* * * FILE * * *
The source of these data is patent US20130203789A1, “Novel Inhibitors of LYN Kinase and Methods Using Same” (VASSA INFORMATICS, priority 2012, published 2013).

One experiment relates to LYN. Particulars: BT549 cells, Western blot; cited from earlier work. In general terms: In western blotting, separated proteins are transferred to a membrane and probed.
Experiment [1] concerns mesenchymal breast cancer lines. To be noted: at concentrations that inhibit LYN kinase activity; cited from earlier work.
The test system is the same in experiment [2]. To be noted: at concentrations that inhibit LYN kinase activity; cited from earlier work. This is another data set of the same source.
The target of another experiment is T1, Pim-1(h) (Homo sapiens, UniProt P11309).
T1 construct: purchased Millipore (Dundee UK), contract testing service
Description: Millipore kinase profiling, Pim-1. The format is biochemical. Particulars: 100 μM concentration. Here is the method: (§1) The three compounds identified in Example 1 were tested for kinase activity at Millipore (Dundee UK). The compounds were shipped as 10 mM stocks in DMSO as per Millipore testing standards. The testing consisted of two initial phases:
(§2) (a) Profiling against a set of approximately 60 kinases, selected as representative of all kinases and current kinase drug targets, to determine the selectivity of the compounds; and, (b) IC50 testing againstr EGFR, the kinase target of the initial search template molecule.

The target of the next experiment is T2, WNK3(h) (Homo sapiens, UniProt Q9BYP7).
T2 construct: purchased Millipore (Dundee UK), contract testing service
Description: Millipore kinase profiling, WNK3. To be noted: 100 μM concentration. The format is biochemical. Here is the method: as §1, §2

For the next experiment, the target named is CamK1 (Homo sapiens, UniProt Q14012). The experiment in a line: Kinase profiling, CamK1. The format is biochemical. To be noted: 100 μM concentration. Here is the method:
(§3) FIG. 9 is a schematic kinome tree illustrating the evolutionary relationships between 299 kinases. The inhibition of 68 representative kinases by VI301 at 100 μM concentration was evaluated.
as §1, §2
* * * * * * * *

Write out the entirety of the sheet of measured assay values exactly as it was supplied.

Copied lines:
The source of these data is patent US20130203789A1, “Novel Inhibitors of LYN Kinase and Methods Using Same” (VASSA INFORMATICS, priority 2012, published 2013).

One experiment relates to LYN. Particulars: BT549 cells, Western blot; cited from earlier work. In general terms: In western blotting, separated proteins are transferred to a membrane and probed.
Experiment [1] concerns mesenchymal breast cancer lines. To be noted: at concentrations that inhibit LYN kinase activity; cited from earlier work.
The test system is the same in experiment [2]. To be noted: at concentrations that inhibit LYN kinase activity; cited from earlier work. This is another data set of the same source.
The target of another experiment is T1, Pim-1(h) (Homo sapiens, UniProt P11309).
T1 construct: purchased Millipore (Dundee UK), contract testing service
Description: Millipore kinase profiling, Pim-1. The format is biochemical. Particulars: 100 μM concentration. Here is the method: (§1) The three compounds identified in Example 1 were tested for kinase activity at Millipore (Dundee UK). The compounds were shipped as 10 mM stocks in DMSO as per Millipore testing standards. The testing consisted of two initial phases:
(§2) (a) Profiling against a set of approximately 60 kinases, selected as representative of all kinases and current kinase drug targets, to determine the selectivity of the compounds; and, (b) IC50 testing againstr EGFR, the kinase target of the initial search template molecule.

The target of the next experiment is T2, WNK3(h) (Homo sapiens, UniProt Q9BYP7).
T2 construct: purchased Millipore (Dundee UK), contract testing service
Description: Millipore kinase profiling, WNK3. To be noted: 100 μM concentration. The format is biochemical. Here is the method: as §1, §2

For the next experiment, the target named is CamK1 (Homo sapiens, UniProt Q14012). The experiment in a line: Kinase profiling, CamK1. The format is biochemical. To be noted: 100 μM concentration. Here is the method:
(§3) FIG. 9 is a schematic kinome tree illustrating the evolutionary relationships between 299 kinases. The inhibition of 68 representative kinases by VI301 at 100 μM concentration was evaluated.
as §1, §2